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Ranitidine, which is most often sold under the brand name Zantac, is one of the most popular medications in the United States: since 2009, there have been over 15 million annual prescriptions of ranitidine, securing its rank as the 50th most highly-prescribed drug in 2016. It comes in both over-the-counter and prescription form and is used to provide patients relief from heartburn. Alarmingly, a recent series of events has revealed that ranitidine supplies in the U.S. have been contaminated with dangerous levels of the chemical N-nitrosodimethylamine (NDMA), which is characterized as a “probable” human carcinogen. In other words, people who take Zantac and its generic equivalents are being exposed to a chemical that probably causes cancer in humans.

Due to its classification as a probable carcinogen, the FDA has set a strict daily acceptable intake limit on NDMA of 96 nanograms. On Sep. 9, the online Connecticut-based pharmacy Valisure submitted a notice to the U.S. Food & Drug Administration (FDA) informing it of “extremely high levels” of NDMA in ranitidine medications, including Zantac, detected in Valisure’s testing of the drug. In the notice, Valisure noted that it “detected NDMA in excess of 3,000,000 [nanograms] per tablet when analyzing ranitidine products.” In other words, Valisure’s testing found over 30,000 times the recommended daily limit of NDMA in some ranitidine medications.

Four days later, on Sep. 13, the FDA issued a public statement announcing that its own preliminary testing found low-levels of NDMA in ranitidine medications. After conducting further testing, the FDA announced on Oct. 2 that it had discovered “unacceptable levels” of NDMA in the same medications. The situation has led multiple drugmakers to issue voluntary recalls of their ranitidine products. As of Nov. 6, the following ranitidine medications are under recall:

  • Apotex Corp. – Ranitidine 75 and 150 mg tablets (all pack sizes)
  • Reddy’s, Kroger, Walgreens and others – Ranitidine over-the-counter medications (expiration dates from September 2019 to June 2021)
  • Lannett Company, Inc. – Ranitidine Syrup (Ranitidine Oral Solution, USP), 15 mg/mL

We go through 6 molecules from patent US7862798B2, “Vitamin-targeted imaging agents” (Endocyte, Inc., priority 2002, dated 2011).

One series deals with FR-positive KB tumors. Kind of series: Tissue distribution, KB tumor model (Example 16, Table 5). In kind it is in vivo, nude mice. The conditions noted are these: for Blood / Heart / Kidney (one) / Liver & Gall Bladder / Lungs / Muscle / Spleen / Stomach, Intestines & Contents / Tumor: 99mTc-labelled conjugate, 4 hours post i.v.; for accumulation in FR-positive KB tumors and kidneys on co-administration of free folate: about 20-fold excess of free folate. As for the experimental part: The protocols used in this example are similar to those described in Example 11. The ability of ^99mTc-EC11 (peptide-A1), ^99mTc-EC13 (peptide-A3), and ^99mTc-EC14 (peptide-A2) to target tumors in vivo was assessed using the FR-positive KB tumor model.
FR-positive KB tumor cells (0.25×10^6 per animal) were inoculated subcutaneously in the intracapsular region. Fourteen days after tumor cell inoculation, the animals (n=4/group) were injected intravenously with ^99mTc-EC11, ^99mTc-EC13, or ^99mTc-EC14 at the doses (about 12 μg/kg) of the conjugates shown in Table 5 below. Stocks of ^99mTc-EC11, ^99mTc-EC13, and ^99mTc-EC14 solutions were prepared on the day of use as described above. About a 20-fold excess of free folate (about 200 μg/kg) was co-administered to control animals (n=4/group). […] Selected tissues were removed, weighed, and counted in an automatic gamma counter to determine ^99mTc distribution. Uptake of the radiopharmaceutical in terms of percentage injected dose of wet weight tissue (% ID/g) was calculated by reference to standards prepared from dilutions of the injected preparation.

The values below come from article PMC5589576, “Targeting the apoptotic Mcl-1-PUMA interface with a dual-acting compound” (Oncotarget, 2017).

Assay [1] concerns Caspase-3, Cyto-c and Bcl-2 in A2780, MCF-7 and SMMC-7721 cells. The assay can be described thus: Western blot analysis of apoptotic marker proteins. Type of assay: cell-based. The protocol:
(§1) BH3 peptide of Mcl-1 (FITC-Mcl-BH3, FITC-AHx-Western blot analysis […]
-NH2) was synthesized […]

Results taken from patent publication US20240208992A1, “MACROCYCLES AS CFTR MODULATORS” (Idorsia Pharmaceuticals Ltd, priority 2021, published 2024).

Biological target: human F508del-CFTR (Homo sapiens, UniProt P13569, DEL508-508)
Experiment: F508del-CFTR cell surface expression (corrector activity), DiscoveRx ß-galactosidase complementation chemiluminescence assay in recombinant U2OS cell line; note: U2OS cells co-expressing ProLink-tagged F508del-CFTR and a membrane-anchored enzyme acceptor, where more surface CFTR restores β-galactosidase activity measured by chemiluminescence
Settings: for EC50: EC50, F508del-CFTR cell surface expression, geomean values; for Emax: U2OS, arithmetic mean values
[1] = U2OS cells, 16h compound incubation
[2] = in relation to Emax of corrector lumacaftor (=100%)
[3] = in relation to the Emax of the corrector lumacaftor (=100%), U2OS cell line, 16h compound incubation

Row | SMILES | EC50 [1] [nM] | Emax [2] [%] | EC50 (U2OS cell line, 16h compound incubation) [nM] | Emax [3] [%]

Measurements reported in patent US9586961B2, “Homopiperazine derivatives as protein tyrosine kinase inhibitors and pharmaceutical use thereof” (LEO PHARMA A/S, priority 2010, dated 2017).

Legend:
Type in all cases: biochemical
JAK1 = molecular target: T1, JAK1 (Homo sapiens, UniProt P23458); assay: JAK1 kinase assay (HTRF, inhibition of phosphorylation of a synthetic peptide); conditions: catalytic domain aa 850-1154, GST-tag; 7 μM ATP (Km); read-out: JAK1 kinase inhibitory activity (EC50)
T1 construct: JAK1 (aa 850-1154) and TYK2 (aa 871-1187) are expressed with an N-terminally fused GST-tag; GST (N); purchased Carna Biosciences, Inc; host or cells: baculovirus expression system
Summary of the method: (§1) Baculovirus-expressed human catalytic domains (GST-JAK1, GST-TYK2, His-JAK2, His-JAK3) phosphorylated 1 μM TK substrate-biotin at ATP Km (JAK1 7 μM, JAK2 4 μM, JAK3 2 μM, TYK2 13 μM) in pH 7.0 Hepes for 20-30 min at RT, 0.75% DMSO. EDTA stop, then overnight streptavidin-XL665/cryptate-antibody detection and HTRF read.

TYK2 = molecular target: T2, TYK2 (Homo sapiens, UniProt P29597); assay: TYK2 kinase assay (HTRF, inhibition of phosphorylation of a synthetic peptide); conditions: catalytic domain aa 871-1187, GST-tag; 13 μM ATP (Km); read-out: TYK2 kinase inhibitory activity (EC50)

• Novitium – Ranitidine Hydro-chloride prescription capsules (30, 60, 100 and 500-count)
  • Perrigo Co. – Ranitidine over-the-counter medications (all pack sizes)
  • Sandoz Inc. – Ranitidine 150 mg capsules (30, 60 and 500-count)
  • Sanofi – Zantac 150®, Zantac 150® Cool Mint and Zantac 75® over-the-counter medications

NDMA and its Link to Cancer

N-nitrosodimethylamine, or NDMA, is a probable carcinogen that is used in gasoline, rocket fuel and as an additive to lubricants. It is also a known environmental contaminant that has been found in U.S. water and food supplies, including meats, vegetables and dairy products. Reputable scientific studies have linked NDMA exposure to several types of cancer, including:

  • Bladder cancer
  • Stomach cancer
  • Gastric cancer
  • Kidney cancer
  • Intestinal cancer
  • Colon cancer
  • Pancreatic cancer

The cancers most commonly linked to NDMA are stomach and bladder cancers.

Were You Or A Loved One Diagnosed with Cancer After Taking Ranitidine (Zantac)?

If you or a loved one was diagnosed with cancer after taking Zantac, you may be entitled to compensation. I strongly recommend that you seek legal help as soon as possible. Our San Francisco law firm is part of a group of attorneys actively investigating the connection between Zantac and cancer, and we plan to represent consumers who have been diagnosed with cancer after consuming Zantac. For comments or questions, or for legal representation from a proven San Francisco drug liability lawyer, please feel free to call me on my direct line 415-432-7290, or visit All calls and email inquiries are covered by the attorney client privilege and are strictly confidential.

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